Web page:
Brian Laudrup

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Brian Laudrup
Laudrup in 2013
Personal information
Full name Brian Laudrup
Date of birth (1969-02-22) 22 February 1969 (age 54)
Place of birth Vienna, Austria
Height 1.86 m (6 ft 1 in)
Position(s) Forward[1][2][3]
Youth career
0000–1986 Brøndby
Senior career*
Years Team Apps (Gls)
1986–1989 Brøndby 49 (13)
1989–1990 Bayer Uerdingen 34 (6)
1990–1992 Bayern Munich 53 (11)
1992–1993 Fiorentina 31 (5)
1993–1994Milan (loan) 9 (1)
1994–1998 Rangers 116 (33)
1998 Chelsea 7 (0)
1998–1999 Copenhagen 12 (2)
1999–2000 Ajax 31 (13)
Total 342 (84)
International career
1984 Denmark U17 6 (0)
1985–1987 Denmark U19 12 (6)
1987–1988 Denmark U21 5 (0)
1987–1998 Denmark 82 (21)
Medal record
Men's football
Representing  Denmark
UEFA European Championship
Winner 1992 Sweden
FIFA Confederations Cup
Winner 1995 Saudi Arabia
CONMEBOL–UEFA Cup of Champions
Runner-up 1993 Argentina
*Club domestic league appearances and goals

Brian Laudrup (Danish pronunciation: [ˈpʁiːæn ˈlɑwˀtʁɔp], born 22 February 1969) is a Danish former professional footballer who played as a winger, forward or as a midfielder, and was regarded as one of the most talented players of his generation. He currently works as a football commentator, pundit and analyst on Kanal 5 and 6'eren. Laudrup manages a football academy for marginalised youth.[7]

During his playing career which eventually stalled due to injury, Laudrup represented a number of European clubs. He started with Danish club Brøndby, winning two Danish championships in the late 1980s. He then played for German and Italian clubs, winning the 1993–94 Serie A as well as the 1994 UEFA Champions League title with Milan. He was a vital part of the Rangers team which dominated the Scottish Premier Division in the 1990s, winning three championships, among others. He won the 1998 UEFA Super Cup in his brief stint with English club Chelsea, and had a brief spell with Copenhagen in Denmark, before ending his career with Ajax in 2000.

Laudrup also played 82 matches and scored 21 goals for the Denmark national team, and was a vital part of the Danish teams which won UEFA Euro 1992 and the 1995 Confederations Cup.

Laudrup won the Danish Football Player of the Year award a record four times. He was named by FIFA as the fifth-best player in the world in 1992 and was named by Pelé as one of the top 125 greatest living footballers at the FIFA 100 ceremony in March 2004, alongside his older brother Michael Laudrup.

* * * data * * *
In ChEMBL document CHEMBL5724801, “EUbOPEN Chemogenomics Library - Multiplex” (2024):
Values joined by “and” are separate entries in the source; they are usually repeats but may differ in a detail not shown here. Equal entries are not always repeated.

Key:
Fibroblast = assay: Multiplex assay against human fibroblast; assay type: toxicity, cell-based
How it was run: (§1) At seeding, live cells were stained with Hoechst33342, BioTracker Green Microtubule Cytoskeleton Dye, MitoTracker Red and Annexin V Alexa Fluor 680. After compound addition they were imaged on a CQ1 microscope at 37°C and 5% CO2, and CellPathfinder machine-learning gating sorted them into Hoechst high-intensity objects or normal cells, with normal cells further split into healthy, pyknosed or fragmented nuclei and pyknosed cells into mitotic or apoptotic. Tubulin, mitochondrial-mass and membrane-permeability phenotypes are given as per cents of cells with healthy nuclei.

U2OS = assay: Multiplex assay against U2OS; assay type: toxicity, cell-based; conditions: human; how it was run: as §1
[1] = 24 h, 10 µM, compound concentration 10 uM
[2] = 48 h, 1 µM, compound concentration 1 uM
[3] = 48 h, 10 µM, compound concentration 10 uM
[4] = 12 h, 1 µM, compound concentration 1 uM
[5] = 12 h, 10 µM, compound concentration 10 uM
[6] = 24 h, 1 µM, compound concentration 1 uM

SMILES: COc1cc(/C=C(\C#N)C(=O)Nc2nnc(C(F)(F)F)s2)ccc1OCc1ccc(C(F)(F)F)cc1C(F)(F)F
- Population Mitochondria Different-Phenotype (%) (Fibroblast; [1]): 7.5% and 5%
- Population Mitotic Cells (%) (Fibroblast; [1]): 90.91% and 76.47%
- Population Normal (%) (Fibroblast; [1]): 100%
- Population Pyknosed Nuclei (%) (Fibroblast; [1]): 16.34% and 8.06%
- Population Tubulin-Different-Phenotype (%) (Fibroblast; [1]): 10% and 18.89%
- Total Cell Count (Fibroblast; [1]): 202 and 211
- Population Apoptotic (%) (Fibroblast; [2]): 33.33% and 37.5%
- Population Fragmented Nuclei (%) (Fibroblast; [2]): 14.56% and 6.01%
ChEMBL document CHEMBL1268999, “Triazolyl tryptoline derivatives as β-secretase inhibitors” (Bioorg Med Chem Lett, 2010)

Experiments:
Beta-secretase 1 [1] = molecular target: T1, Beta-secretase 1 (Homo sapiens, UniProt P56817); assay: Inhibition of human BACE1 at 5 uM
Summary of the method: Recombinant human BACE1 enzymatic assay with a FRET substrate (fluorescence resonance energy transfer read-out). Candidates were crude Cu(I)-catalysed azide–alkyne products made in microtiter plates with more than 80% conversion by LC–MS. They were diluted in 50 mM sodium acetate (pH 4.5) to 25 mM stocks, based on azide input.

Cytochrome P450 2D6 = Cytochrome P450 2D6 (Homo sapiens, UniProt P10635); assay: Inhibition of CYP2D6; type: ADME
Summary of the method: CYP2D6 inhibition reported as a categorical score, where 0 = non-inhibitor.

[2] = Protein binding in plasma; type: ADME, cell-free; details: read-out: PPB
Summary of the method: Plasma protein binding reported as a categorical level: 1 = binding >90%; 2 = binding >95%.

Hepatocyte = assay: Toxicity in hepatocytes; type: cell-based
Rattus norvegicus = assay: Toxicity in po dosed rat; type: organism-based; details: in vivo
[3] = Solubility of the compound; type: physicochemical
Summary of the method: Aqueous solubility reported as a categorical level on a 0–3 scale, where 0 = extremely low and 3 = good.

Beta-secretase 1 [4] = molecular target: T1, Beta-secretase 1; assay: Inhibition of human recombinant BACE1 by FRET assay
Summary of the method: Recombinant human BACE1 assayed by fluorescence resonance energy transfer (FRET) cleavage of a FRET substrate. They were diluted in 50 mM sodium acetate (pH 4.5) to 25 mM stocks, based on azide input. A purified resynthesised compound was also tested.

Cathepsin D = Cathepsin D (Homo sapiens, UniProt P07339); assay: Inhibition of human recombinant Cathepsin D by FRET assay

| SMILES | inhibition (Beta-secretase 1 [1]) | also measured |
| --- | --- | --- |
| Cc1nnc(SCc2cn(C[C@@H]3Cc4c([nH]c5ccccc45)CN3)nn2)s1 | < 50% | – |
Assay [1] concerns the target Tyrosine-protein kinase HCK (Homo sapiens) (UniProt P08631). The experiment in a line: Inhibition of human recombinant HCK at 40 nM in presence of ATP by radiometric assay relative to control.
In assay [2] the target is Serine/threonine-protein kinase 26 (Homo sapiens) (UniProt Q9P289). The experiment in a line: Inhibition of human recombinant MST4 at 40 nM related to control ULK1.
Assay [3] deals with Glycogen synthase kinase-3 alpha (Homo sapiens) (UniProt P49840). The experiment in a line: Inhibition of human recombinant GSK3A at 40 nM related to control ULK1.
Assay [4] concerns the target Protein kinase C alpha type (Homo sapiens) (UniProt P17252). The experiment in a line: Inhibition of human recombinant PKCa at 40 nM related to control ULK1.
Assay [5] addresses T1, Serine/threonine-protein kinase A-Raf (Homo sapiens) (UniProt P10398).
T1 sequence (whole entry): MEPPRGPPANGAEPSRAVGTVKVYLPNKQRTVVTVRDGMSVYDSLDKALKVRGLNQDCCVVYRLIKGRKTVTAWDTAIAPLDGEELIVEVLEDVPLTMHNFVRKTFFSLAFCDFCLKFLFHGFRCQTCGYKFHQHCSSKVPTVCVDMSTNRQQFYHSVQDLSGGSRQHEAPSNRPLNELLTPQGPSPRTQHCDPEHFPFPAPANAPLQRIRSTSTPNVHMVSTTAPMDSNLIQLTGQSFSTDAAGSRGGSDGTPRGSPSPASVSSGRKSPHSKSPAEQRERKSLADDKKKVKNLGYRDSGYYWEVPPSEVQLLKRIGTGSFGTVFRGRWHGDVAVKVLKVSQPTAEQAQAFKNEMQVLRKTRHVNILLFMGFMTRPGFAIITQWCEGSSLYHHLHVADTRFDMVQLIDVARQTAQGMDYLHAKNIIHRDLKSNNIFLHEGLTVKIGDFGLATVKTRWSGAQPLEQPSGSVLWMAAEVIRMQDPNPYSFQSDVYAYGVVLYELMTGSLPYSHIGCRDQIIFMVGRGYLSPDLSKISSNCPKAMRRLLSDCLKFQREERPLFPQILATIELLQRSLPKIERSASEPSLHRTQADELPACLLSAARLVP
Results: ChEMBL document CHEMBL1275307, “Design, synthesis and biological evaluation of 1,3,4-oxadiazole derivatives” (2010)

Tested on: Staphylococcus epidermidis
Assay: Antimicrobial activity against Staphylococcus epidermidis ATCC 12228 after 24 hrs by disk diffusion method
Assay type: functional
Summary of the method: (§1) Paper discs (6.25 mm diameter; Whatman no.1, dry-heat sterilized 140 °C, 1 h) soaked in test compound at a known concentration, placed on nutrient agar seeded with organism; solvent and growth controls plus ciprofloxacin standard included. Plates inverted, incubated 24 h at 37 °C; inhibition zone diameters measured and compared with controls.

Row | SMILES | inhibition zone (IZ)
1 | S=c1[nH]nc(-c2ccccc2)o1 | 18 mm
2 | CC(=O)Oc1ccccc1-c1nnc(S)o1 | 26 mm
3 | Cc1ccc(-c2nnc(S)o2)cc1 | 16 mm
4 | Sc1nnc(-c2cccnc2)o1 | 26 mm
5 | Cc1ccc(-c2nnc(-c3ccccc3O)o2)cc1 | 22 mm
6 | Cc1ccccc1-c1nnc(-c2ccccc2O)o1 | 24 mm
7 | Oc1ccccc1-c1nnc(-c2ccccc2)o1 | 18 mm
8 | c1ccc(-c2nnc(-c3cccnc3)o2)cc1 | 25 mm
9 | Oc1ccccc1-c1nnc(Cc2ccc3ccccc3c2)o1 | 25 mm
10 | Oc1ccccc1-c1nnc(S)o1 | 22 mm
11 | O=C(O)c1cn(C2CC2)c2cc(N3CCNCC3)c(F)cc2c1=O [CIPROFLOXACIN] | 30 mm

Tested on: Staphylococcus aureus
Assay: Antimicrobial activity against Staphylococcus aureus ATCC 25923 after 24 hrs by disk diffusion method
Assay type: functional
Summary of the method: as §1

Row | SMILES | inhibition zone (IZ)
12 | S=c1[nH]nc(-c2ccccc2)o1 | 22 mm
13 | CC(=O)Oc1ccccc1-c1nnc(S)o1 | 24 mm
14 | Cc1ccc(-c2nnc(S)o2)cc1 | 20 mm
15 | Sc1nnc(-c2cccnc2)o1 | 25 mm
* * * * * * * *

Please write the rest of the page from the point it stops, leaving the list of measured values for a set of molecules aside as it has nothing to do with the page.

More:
Early life

Brian Laudrup was born into a football family – his father Finn Laudrup was a former Danish international, and his brother Michael Laudrup also became a Danish international. Brian Laudrup was born in Vienna when his father was playing for Wiener SC.

Club career


Laudrup began his senior career with Brøndby in Denmark. At Brøndby, he competed with later Danish internationals Claus Nielsen and Bent Christensen for a place in the starting line-up, and formed a great partnership with Nielsen.[8] He won the 1987 and 1988 Danish First Division with the club. Halfway through the 1989 season, Laudrup's contract with Brøndby expired, and he agreed to join German club Bayer Uerdingen. The transfer fee was thought to be around DKK 8 million, the partition of which Brøndby and Brian's father and agent Finn Laudrup disagreed about.[9] The Danish Football Union ruled in favor of Brøndby's claims of around DKK 3.9 million, but the Laudrups paid around DKK 3.3 million, and insisted on not paying the remainder.[10] The case was eventually settled in March 1990.[11]


Laudrup joined Uerdingen in order to play in a club with relative little pressure, and also looked to lean on fellow Dane Jan Bartram, who was already at the club.[12] He scored 6 goals in 34 matches during the 1989–90 Bundesliga season, and impressed so much for both club and country that he was named Danish Player of the Year.

Laudrup's performances in the Bundesliga were widely praised. At kicker's biannual ranking of Bundesliga players, Laudrup was rated the league's second-best forward in the second highest category, international class, after Werder Bremen's New Zealander, Wynton Rufer.[13] German sports magazine Sport Bild hailed Laudrup as the 1989–90 season's best signing, ahead of high-profile names including Uwe Bein, Stefan Kuntz and Thomas Strunz.[13]

As he felt the Uerdingen executives would not strengthen the Uerdingen team, Laudrup sought to leave the club in the summer of 1990.[14]

Bayern Munich

Laudrup's great performances in the Bundesliga and for Denmark attracted Bayern Munich for his signature, who purchased him for a DM6 million transfer fee in May 1990, making him the most expensive Bundesliga player at the time.[15] In his first season, Laudrup scored 9 goals in 33 games as the club finished in second place. Laudrup was also part of the Bayern squad that reached the semi-final of the 1990–91 European Cup.